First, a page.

Here are the voices of just a few – members and associates of the Iona Community – with poems, psalms, songs, affirmations of faith and prayers written during a full and fraught ten weeks.
Contributors: John L. Bell, Ruth Burgess, Liz Delafield, Elaine Gisbourne, Joy Mead, Peter Millar, Hans-Olav Moerk, Jan Sutch Pickard, Chris Polhill, Rosemary Power, Bob Rhodes, Thom M Shuman, Desirée van der Hijden and Martin Wroe
We offer these human words believing that when the darkness seems overwhelming, light dawns; that into the silence of our worst fears God speaks a living Word.
Jan Sutch Pickard is a member of the Iona Community, a former Warden of Iona Abbey, a storyteller, liturgist and Methodist lay preacher. Her other books include Out of Iona, A Pocket Full of Crumbs, Walking through Advent and Sing But Keep On Walking (Wild Goose Publications).
The Book of Queer Prophets: 24 Writers on Sexuality and Religion – new book with a contribution by John L. Bell
From the book blurb:
Is it possible to believe in God and be gay? How does it feel to be excluded from a religious community because of your sexuality? Why do some people still believe being LGBT is a sin?
The Book of Queer Prophets contains modern-day epistles from some of our most important thinkers, writers and activists: Jeanette Winterson tackles religious dogma, Amrou Al-Kadhi writes about trying to make it as a Muslim drag queen in London, John Bell writes about his decision to come out later in life, Tamsin Omond remembers getting married in the middle of a protest, and Kate Bottley explains her journey to becoming an LGBT ally.
Essays from: Jeanette Winterson, Phyll Opoku-Gyimah, Amrou Al-Kadhi, Padraig O Tuama, Garrard Conley, Juno Dawson, Rev. Winnie Varghese, Keith Jarrett, Jay Hulme, Lucy Knight, Tamsin Omond, Erin Clark, Michael Segalov, Jarel Robinson-Brown, John L. Bell, Mpho Tutu van Furth, Karl Rutlidge, Garry Rutter, Rev Rachel Mann, Jack Guiness, Dustin Lance Black, Ric Stott. Book curated by Ruth Hunt.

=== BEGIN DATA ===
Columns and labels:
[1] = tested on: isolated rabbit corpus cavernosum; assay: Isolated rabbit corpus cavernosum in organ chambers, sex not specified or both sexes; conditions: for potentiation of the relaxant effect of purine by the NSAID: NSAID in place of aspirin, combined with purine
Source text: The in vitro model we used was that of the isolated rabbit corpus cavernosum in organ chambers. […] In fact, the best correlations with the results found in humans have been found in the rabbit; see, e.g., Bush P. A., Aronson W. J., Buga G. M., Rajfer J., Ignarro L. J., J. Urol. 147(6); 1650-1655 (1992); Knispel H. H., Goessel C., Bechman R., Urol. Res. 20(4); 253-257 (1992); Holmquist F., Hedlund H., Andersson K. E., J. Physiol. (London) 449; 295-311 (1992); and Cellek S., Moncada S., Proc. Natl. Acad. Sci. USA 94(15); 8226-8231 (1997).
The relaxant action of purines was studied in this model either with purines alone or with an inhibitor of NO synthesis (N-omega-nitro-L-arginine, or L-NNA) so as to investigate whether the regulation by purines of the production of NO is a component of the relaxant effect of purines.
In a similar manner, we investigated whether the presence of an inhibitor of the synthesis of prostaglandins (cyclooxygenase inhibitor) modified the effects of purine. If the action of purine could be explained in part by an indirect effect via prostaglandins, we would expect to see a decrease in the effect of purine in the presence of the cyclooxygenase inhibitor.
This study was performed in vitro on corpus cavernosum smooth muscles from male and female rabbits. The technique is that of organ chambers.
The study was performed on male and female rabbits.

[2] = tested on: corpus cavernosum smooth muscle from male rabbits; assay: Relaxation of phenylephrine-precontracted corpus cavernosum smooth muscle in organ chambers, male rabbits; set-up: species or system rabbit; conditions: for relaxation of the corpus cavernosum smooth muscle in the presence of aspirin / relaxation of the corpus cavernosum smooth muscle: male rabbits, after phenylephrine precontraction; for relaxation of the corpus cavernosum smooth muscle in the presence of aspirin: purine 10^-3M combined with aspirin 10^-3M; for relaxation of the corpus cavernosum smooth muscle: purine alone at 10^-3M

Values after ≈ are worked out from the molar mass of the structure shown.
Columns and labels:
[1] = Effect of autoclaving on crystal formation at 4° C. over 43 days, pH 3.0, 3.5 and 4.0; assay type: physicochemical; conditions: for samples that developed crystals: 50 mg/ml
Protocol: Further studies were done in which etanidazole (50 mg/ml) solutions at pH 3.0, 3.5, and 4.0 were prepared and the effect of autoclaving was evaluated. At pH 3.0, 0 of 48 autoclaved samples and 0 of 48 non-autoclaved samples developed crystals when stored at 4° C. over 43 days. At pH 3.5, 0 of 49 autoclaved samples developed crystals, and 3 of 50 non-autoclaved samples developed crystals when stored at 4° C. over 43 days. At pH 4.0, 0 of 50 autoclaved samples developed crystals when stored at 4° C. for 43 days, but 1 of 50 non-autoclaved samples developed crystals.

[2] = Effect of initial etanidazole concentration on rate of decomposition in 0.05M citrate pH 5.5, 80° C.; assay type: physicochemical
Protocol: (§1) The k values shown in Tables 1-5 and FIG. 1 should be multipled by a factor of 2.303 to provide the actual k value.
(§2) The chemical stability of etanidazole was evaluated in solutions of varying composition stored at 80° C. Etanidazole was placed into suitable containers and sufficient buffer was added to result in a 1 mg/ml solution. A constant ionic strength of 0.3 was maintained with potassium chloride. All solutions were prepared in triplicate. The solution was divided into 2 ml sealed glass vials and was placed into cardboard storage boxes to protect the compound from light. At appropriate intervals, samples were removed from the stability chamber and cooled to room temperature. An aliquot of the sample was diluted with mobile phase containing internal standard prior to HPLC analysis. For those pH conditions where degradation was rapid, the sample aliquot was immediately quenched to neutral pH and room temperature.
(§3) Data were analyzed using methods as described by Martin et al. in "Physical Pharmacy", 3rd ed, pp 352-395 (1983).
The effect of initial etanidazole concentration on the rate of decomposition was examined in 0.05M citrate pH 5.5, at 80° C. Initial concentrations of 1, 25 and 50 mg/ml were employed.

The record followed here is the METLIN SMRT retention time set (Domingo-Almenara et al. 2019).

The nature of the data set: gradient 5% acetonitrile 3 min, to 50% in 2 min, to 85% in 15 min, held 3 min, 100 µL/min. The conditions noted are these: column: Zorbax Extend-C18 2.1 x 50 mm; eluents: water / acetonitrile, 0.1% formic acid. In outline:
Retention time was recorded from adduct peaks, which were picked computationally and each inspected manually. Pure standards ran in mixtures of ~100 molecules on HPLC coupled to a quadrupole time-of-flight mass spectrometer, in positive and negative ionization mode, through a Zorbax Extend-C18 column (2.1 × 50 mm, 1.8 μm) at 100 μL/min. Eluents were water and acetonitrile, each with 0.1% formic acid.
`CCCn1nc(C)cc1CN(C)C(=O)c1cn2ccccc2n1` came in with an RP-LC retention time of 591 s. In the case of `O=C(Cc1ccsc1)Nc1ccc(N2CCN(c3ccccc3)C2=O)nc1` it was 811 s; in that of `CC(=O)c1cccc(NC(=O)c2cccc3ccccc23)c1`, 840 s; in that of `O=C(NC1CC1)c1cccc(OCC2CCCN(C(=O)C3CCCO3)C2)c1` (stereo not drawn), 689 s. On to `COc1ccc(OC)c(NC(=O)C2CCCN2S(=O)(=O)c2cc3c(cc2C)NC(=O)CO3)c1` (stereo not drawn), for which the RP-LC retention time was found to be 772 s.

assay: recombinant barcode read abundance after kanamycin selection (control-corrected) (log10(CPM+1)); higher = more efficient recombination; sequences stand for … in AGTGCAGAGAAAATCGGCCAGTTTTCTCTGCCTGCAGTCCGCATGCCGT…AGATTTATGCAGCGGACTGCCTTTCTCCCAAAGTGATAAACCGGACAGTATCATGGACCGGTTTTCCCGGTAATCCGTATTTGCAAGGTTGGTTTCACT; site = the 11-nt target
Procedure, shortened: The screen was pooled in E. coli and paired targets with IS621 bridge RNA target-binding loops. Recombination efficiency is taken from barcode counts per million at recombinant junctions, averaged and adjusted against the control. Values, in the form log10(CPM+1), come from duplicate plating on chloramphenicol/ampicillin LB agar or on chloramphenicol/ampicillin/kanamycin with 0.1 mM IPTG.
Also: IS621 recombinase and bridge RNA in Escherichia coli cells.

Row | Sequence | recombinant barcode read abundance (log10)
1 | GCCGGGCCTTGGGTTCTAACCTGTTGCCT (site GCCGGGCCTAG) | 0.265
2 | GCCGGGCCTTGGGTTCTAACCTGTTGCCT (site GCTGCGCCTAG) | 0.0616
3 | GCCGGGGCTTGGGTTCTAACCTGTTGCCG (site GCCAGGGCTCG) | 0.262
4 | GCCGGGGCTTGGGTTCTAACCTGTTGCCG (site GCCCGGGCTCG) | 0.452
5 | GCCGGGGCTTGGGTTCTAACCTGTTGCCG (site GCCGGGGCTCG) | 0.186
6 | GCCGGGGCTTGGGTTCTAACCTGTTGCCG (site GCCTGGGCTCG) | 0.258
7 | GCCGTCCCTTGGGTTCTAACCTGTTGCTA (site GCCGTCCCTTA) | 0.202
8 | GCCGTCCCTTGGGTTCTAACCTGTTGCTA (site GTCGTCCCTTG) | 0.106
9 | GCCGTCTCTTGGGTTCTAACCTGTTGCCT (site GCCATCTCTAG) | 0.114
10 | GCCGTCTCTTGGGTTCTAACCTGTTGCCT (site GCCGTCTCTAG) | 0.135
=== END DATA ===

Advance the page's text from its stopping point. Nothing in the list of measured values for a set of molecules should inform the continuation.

Common Concern Networks
Iona Community Common Concern Networks
Common Concern Networks (CCNs) are self-managing, closed groups to enable members who have a common concern to share ideas and frustrations, and to encourage, inform and challenge each other. They are open to members, associate members, staff members and volunteers of the Iona Community, and young adults who are associated with the Community. CCNs don’t have the authority to speak for the Iona Community but they can draft position papers or statements for endorsement by the leadership or Council.
The Iona Community has six Common Concern Networks. If you are interested in getting involved in the groups, please contact the Moderator:
Disarmament, Arms trade, Reconciliation, Peacemaking:
Moderator: Mitchell Bunting (Bungie)
E-mail: [email protected]
Environmental, Including Climate Emergency:
Moderator: Ran Nisbett
E-mail: [email protected]
Faith and Spirituality:
Moderator: Tony Phelan
E-mail: [email protected]
Migration, Refugees and Asylum seekers:
Moderator: Robert Swinfen